The strategic decisions of a business are based on plans and assumptions about how the future will develop. These assumptions are more or less uncertain, in fact, the only thing that is certain that the outcome will not be exactly as expected. A plan and the financial estimates it contains is a modelled representation of the future. It is a simplification of future reality based on limited assumptions.
Reality is always more complex than a model representation will show, no matter how large and complex a model. And in retrospect, when it turns out that reality was not as simplified as it was modelled, organizations spend a lot of time and huge effort to explain why results were not as expected. Big and strategic decisions with big impact on future earnings are made based on simple assumptions about the future.
Decisions are made without calculating the probability of the expected result. This means that projects that have roughly the same expected return may have very different potential for loss and gain – without this being taken into account when making the decision. Often only qualitative assessments of risk are made, and such qualitative assessments can be very subjective.
Obviously assessments of the risk in assumptions are also made by individuals with subjective perceptions. Nevertheless, the risk will be measurable and analysable to a much higher degree if the probability distributions for different assumptions are set, and they are run together in a simulation model and quantified. The correlation between variables may also be taken into account, which will enhance the analysis further.
Taking the «right» decisions under uncertainty with unknown probabilities is difficult, if not impossible. If risk is modelled with quantitative methodology it will increase the predictability of the value creation an investment project can be expected to create. The company’s risk-carrying ability will be in focus – how much risk can be taken to increase potential earnings?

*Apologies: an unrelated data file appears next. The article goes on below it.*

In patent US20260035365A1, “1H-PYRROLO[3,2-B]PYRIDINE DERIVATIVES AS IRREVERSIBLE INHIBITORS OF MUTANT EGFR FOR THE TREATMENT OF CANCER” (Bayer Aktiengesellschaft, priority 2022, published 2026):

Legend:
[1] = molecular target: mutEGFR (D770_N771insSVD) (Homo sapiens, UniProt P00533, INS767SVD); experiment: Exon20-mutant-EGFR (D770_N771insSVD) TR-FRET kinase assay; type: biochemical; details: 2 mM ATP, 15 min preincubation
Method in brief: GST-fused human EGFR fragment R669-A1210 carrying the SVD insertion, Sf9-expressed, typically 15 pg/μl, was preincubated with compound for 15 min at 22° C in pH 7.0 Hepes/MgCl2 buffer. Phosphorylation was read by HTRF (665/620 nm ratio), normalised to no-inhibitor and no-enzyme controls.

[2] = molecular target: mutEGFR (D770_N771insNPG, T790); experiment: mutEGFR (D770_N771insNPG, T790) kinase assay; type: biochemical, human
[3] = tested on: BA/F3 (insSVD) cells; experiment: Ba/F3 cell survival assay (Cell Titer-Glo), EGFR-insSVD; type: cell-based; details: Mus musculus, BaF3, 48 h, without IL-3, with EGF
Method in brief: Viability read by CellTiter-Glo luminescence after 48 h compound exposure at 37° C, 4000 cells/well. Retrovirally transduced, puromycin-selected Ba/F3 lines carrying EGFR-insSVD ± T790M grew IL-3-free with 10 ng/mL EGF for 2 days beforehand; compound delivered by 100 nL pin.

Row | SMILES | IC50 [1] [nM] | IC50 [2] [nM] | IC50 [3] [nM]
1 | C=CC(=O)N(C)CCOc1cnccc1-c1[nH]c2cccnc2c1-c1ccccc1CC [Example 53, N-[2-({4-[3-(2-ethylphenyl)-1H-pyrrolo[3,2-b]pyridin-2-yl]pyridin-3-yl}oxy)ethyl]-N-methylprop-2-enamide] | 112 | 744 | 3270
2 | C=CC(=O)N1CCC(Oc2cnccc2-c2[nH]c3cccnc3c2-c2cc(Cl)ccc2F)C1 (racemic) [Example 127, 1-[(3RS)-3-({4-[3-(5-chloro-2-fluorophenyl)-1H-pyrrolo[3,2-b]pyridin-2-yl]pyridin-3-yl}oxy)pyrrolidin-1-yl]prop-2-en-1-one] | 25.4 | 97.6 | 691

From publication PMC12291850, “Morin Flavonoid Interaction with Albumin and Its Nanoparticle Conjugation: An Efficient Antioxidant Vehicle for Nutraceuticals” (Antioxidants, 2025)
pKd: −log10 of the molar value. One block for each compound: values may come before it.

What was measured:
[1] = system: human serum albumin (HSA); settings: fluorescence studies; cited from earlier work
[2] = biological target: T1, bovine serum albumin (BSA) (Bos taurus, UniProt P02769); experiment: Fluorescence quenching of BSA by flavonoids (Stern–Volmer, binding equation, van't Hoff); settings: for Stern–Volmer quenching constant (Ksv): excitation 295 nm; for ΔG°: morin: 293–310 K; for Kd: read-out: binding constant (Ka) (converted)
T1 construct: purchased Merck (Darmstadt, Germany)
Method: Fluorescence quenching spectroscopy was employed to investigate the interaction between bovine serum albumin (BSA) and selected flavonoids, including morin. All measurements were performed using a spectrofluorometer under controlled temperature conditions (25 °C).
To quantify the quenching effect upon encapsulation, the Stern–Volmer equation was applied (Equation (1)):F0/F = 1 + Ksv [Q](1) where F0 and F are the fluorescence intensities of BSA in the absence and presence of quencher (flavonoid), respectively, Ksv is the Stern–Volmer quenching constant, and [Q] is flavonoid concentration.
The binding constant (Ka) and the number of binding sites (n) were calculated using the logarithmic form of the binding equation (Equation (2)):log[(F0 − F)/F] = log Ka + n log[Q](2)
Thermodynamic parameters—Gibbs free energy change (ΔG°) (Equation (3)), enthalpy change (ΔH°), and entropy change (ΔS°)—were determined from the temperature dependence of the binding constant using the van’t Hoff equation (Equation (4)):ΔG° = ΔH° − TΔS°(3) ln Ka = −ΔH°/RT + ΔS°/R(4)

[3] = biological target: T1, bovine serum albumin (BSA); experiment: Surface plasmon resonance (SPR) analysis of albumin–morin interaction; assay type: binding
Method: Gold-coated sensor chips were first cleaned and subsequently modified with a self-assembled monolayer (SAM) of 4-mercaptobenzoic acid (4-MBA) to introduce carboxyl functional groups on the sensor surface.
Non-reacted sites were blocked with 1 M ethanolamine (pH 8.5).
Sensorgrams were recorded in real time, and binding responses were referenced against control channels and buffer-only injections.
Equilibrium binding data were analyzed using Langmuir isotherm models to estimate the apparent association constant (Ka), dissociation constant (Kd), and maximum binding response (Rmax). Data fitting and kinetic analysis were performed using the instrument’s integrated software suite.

The following example illustrates this:
Projects 1, 2 and 3 have the same net present value, the same investment cost and the same expected cash flow over 10 years. By the looks of it, the company can randomly choose between the projects and expect the same result. A review of the risk profile of each project in a simulation model, however, will give a different picture.
- Project 1 has the lowest standard deviation, lowest potential loss but also the least potential gains
- Project 2 has the greatest potential loss, but also less potential gain than Project 3
- Project 3 has the highest risk measured by standard deviation, the greatest potential gain while at the same time lower maximum potential loss than Project 2
As the graph shows, the projects have very different risk profiles. Project 1 has a low risk, but also the lowest potential profit. Project 3 has the highest risk measured by standard deviation, but higher potential profit than Project 2. Which project is right for the business depends on its risk bearing capacity and risk appetite.
There are other important factors which are not apparent in this simple example, such as the degree to which the projects correlate with the existing business. A project that has a high risk on a standalone basis may have attributes that reduce total risk when it is combined with other projects or the existing business. If the project contributes to balancing the risk inherent in the rest of the business, a seemingly risky project may be refusing risk as part of the business as whole.
This type of modelling also gives the business the opportunity to put risk mitigation measures in place at an early stage, since how much risk is involved in the projects is calculated and the business is aware of it. If this probability is unknown, risk control is less in focus than if estimates are in place. The business will know a lot more about how likely it is that a decision will lead to success or failure.